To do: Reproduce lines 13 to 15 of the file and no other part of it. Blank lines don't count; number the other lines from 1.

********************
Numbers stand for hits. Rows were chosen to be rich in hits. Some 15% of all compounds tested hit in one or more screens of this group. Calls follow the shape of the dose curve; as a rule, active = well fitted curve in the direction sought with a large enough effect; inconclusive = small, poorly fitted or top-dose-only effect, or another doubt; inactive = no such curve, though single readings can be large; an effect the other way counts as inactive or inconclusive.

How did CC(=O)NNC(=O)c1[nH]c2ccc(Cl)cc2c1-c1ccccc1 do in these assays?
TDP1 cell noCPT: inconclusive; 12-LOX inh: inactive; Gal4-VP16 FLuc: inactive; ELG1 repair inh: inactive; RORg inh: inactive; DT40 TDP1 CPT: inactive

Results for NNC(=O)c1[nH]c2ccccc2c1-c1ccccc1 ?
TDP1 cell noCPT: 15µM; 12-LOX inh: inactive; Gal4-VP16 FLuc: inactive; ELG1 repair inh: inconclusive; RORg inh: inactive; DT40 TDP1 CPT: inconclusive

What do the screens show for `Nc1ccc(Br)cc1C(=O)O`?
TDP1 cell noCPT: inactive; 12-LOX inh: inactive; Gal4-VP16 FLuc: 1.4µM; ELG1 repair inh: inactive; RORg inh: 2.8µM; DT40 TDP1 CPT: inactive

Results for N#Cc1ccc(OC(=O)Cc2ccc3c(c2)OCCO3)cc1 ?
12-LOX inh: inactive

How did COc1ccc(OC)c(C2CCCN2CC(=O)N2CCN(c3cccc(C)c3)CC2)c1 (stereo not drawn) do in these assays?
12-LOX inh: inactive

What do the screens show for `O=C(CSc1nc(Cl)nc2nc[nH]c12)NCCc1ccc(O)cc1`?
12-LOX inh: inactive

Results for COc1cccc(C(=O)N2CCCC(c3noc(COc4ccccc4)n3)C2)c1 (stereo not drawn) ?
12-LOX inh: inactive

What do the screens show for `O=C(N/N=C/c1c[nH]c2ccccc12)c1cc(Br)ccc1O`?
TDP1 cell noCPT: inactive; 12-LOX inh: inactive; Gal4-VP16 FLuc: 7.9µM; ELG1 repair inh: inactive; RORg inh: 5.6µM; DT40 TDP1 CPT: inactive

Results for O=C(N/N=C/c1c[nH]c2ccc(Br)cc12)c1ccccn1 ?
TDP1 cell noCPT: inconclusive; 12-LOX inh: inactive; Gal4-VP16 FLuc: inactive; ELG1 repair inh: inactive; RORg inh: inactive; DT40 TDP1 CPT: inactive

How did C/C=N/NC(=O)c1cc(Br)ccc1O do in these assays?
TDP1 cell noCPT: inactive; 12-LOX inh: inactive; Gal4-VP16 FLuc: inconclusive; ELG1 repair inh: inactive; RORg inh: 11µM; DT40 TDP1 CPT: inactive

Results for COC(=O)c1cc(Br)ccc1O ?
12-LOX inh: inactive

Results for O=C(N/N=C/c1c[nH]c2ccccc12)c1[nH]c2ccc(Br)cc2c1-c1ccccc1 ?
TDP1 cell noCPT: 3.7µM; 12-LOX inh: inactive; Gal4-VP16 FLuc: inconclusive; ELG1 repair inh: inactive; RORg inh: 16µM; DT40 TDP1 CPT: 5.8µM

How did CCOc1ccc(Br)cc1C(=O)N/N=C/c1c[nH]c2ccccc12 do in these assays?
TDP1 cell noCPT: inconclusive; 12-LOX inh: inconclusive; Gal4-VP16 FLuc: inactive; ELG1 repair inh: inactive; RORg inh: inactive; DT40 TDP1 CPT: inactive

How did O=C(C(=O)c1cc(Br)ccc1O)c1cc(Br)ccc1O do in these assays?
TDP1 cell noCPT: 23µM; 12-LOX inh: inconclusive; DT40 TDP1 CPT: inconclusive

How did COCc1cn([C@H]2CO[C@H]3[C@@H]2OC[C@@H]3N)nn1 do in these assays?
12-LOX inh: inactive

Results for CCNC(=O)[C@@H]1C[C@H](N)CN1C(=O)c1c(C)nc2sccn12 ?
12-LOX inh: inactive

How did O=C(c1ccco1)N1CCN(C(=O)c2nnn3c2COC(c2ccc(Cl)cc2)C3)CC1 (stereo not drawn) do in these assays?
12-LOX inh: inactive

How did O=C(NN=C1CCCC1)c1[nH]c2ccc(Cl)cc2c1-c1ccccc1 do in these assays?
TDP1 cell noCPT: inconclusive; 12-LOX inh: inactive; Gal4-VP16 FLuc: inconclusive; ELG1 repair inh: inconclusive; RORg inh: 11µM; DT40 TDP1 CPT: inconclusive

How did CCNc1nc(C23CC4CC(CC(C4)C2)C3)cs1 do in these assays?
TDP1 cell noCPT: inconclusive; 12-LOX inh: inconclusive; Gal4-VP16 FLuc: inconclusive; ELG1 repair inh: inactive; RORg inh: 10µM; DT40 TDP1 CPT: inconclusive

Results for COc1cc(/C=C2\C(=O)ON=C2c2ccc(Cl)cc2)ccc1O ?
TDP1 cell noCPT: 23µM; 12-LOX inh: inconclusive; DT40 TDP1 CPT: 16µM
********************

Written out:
12-LOX inh: inactive

Results for COc1cccc(C(=O)N2CCCC(c3noc(COc4ccccc4)n3)C2)c1 (stereo not drawn) ?
12-LOX inh: inactive